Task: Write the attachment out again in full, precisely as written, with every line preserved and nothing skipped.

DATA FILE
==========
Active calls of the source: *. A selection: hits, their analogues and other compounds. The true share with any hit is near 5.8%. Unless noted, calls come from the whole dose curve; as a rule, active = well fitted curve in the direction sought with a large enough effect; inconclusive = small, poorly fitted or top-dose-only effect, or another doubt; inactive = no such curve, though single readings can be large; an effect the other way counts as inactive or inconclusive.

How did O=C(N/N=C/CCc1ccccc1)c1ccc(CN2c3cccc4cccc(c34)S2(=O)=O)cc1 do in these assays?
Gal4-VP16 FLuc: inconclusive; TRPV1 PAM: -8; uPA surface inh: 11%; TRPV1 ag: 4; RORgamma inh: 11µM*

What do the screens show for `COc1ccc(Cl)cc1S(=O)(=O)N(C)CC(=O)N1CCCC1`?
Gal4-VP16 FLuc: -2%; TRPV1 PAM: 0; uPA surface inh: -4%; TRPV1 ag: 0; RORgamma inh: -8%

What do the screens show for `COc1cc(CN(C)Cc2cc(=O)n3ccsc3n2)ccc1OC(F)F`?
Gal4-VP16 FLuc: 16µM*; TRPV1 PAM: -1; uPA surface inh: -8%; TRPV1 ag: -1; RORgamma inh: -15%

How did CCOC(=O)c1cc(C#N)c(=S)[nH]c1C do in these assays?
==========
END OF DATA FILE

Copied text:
Active calls of the source: *. A selection: hits, their analogues and other compounds. The true share with any hit is near 5.8%. Unless noted, calls come from the whole dose curve; as a rule, active = well fitted curve in the direction sought with a large enough effect; inconclusive = small, poorly fitted or top-dose-only effect, or another doubt; inactive = no such curve, though single readings can be large; an effect the other way counts as inactive or inconclusive.

How did O=C(N/N=C/CCc1ccccc1)c1ccc(CN2c3cccc4cccc(c34)S2(=O)=O)cc1 do in these assays?
Gal4-VP16 FLuc: inconclusive; TRPV1 PAM: -8; uPA surface inh: 11%; TRPV1 ag: 4; RORgamma inh: 11µM*

What do the screens show for `COc1ccc(Cl)cc1S(=O)(=O)N(C)CC(=O)N1CCCC1`?
Gal4-VP16 FLuc: -2%; TRPV1 PAM: 0; uPA surface inh: -4%; TRPV1 ag: 0; RORgamma inh: -8%

What do the screens show for `COc1cc(CN(C)Cc2cc(=O)n3ccsc3n2)ccc1OC(F)F`?
Gal4-VP16 FLuc: 16µM*; TRPV1 PAM: -1; uPA surface inh: -8%; TRPV1 ag: -1; RORgamma inh: -15%

How did CCOC(=O)c1cc(C#N)c(=S)[nH]c1C do in these assays?